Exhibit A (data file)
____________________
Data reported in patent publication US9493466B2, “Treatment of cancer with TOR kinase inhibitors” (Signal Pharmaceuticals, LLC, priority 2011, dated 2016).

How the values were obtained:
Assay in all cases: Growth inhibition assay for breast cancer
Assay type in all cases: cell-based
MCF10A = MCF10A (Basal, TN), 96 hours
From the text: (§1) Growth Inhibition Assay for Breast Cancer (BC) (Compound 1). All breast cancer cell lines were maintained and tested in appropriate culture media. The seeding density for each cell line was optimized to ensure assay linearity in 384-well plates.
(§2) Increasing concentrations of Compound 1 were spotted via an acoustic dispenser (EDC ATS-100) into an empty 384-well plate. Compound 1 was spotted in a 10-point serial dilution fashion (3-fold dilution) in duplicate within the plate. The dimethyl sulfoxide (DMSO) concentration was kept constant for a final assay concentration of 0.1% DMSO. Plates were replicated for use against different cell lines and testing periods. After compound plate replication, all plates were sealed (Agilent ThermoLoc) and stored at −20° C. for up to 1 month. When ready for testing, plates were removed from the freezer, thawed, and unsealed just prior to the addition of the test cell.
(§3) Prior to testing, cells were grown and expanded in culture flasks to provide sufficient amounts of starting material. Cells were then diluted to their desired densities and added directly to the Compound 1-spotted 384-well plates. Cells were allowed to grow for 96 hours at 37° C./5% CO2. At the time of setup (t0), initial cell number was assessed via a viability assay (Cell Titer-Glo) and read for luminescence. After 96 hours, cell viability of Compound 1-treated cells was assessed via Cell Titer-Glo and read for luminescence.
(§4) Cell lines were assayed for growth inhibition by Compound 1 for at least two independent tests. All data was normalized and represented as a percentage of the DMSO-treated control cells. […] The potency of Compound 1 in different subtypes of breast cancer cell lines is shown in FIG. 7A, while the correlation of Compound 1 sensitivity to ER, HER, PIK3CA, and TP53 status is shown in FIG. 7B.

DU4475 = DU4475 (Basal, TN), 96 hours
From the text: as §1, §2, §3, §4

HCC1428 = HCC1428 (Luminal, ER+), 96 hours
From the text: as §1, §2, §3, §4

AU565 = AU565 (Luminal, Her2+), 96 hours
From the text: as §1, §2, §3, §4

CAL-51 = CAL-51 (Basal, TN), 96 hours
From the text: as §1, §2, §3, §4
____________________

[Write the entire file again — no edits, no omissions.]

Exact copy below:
Data reported in patent publication US9493466B2, “Treatment of cancer with TOR kinase inhibitors” (Signal Pharmaceuticals, LLC, priority 2011, dated 2016).

How the values were obtained:
Assay in all cases: Growth inhibition assay for breast cancer
Assay type in all cases: cell-based
MCF10A = MCF10A (Basal, TN), 96 hours
From the text: (§1) Growth Inhibition Assay for Breast Cancer (BC) (Compound 1). All breast cancer cell lines were maintained and tested in appropriate culture media. The seeding density for each cell line was optimized to ensure assay linearity in 384-well plates.
(§2) Increasing concentrations of Compound 1 were spotted via an acoustic dispenser (EDC ATS-100) into an empty 384-well plate. Compound 1 was spotted in a 10-point serial dilution fashion (3-fold dilution) in duplicate within the plate. The dimethyl sulfoxide (DMSO) concentration was kept constant for a final assay concentration of 0.1% DMSO. Plates were replicated for use against different cell lines and testing periods. After compound plate replication, all plates were sealed (Agilent ThermoLoc) and stored at −20° C. for up to 1 month. When ready for testing, plates were removed from the freezer, thawed, and unsealed just prior to the addition of the test cell.
(§3) Prior to testing, cells were grown and expanded in culture flasks to provide sufficient amounts of starting material. Cells were then diluted to their desired densities and added directly to the Compound 1-spotted 384-well plates. Cells were allowed to grow for 96 hours at 37° C./5% CO2. At the time of setup (t0), initial cell number was assessed via a viability assay (Cell Titer-Glo) and read for luminescence. After 96 hours, cell viability of Compound 1-treated cells was assessed via Cell Titer-Glo and read for luminescence.
(§4) Cell lines were assayed for growth inhibition by Compound 1 for at least two independent tests. All data was normalized and represented as a percentage of the DMSO-treated control cells. […] The potency of Compound 1 in different subtypes of breast cancer cell lines is shown in FIG. 7A, while the correlation of Compound 1 sensitivity to ER, HER, PIK3CA, and TP53 status is shown in FIG. 7B.

DU4475 = DU4475 (Basal, TN), 96 hours
From the text: as §1, §2, §3, §4

HCC1428 = HCC1428 (Luminal, ER+), 96 hours
From the text: as §1, §2, §3, §4

AU565 = AU565 (Luminal, Her2+), 96 hours
From the text: as §1, §2, §3, §4

CAL-51 = CAL-51 (Basal, TN), 96 hours
From the text: as §1, §2, §3, §4